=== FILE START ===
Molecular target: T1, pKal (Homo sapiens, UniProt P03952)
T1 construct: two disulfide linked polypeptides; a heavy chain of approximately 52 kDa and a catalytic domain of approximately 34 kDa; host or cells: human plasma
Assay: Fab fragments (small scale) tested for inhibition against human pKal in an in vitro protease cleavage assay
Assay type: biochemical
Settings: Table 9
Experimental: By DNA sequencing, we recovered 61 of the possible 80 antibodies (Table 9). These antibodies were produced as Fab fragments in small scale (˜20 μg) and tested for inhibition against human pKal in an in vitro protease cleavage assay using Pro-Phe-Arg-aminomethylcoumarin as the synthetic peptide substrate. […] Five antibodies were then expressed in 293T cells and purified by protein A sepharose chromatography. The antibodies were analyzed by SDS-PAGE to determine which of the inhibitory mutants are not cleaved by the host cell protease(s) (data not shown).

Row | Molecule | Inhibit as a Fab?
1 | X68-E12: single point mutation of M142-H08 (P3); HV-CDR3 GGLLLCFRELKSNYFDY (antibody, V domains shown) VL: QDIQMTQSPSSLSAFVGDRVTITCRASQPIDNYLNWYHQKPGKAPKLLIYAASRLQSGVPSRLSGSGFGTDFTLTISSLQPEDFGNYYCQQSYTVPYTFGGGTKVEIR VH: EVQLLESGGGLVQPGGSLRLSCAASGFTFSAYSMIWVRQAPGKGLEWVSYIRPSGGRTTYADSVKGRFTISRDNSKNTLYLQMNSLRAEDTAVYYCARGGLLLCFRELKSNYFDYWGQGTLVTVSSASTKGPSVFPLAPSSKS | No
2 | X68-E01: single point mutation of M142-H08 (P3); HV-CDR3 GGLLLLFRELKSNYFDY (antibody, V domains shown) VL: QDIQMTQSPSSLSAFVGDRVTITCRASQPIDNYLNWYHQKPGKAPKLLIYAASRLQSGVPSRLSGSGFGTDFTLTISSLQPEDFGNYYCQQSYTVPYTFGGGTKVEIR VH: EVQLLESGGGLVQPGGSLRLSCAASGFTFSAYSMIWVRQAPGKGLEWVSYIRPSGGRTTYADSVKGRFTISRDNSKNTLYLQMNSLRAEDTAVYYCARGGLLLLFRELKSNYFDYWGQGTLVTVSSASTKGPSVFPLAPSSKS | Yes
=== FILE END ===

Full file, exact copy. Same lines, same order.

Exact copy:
Molecular target: T1, pKal (Homo sapiens, UniProt P03952)
T1 construct: two disulfide linked polypeptides; a heavy chain of approximately 52 kDa and a catalytic domain of approximately 34 kDa; host or cells: human plasma
Assay: Fab fragments (small scale) tested for inhibition against human pKal in an in vitro protease cleavage assay
Assay type: biochemical
Settings: Table 9
Experimental: By DNA sequencing, we recovered 61 of the possible 80 antibodies (Table 9). These antibodies were produced as Fab fragments in small scale (˜20 μg) and tested for inhibition against human pKal in an in vitro protease cleavage assay using Pro-Phe-Arg-aminomethylcoumarin as the synthetic peptide substrate. […] Five antibodies were then expressed in 293T cells and purified by protein A sepharose chromatography. The antibodies were analyzed by SDS-PAGE to determine which of the inhibitory mutants are not cleaved by the host cell protease(s) (data not shown).

Row | Molecule | Inhibit as a Fab?
1 | X68-E12: single point mutation of M142-H08 (P3); HV-CDR3 GGLLLCFRELKSNYFDY (antibody, V domains shown) VL: QDIQMTQSPSSLSAFVGDRVTITCRASQPIDNYLNWYHQKPGKAPKLLIYAASRLQSGVPSRLSGSGFGTDFTLTISSLQPEDFGNYYCQQSYTVPYTFGGGTKVEIR VH: EVQLLESGGGLVQPGGSLRLSCAASGFTFSAYSMIWVRQAPGKGLEWVSYIRPSGGRTTYADSVKGRFTISRDNSKNTLYLQMNSLRAEDTAVYYCARGGLLLCFRELKSNYFDYWGQGTLVTVSSASTKGPSVFPLAPSSKS | No
2 | X68-E01: single point mutation of M142-H08 (P3); HV-CDR3 GGLLLLFRELKSNYFDY (antibody, V domains shown) VL: QDIQMTQSPSSLSAFVGDRVTITCRASQPIDNYLNWYHQKPGKAPKLLIYAASRLQSGVPSRLSGSGFGTDFTLTISSLQPEDFGNYYCQQSYTVPYTFGGGTKVEIR VH: EVQLLESGGGLVQPGGSLRLSCAASGFTFSAYSMIWVRQAPGKGLEWVSYIRPSGGRTTYADSVKGRFTISRDNSKNTLYLQMNSLRAEDTAVYYCARGGLLLLFRELKSNYFDYWGQGTLVTVSSASTKGPSVFPLAPSSKS | Yes